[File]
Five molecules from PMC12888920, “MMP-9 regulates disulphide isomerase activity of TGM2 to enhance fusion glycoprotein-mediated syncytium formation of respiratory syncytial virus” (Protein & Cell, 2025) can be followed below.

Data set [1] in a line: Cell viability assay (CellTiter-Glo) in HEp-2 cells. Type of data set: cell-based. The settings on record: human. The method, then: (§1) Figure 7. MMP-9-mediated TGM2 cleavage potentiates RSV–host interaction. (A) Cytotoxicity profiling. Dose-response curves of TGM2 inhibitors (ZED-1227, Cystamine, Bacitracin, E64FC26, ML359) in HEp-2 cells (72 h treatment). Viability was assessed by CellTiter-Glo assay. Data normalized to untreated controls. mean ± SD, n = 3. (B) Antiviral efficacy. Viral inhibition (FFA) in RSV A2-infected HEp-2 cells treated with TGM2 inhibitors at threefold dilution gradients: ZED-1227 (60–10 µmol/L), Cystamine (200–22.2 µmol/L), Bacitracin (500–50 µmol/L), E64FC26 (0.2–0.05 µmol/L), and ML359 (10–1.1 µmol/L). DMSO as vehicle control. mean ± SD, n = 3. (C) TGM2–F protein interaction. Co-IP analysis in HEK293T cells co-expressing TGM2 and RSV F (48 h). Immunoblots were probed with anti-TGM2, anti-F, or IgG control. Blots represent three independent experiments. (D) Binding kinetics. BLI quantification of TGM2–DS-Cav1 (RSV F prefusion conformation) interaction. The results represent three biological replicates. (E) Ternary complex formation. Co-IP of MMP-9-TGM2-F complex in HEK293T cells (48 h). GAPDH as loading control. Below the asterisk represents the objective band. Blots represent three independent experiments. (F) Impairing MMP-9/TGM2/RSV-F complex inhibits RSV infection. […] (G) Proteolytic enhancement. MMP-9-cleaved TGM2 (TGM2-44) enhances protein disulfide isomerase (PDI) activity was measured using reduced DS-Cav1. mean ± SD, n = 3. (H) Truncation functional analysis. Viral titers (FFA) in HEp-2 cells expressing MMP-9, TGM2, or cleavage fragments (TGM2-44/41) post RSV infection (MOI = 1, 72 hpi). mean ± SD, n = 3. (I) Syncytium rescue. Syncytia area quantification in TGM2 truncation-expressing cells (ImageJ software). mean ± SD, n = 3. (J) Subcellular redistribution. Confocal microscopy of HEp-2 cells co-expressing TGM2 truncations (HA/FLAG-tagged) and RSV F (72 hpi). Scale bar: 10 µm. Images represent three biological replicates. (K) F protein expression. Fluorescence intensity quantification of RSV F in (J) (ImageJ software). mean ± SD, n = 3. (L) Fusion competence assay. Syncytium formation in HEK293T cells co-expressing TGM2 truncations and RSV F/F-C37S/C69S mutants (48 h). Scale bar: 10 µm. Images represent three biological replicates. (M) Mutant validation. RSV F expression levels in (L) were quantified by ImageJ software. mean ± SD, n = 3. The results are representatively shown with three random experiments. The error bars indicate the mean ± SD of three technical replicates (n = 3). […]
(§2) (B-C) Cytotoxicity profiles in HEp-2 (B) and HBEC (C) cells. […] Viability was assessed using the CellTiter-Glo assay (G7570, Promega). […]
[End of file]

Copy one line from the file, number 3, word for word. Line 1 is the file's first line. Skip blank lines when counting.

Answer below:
(§2) (B-C) Cytotoxicity profiles in HEp-2 (B) and HBEC (C) cells. […] Viability was assessed using the CellTiter-Glo assay (G7570, Promega). […]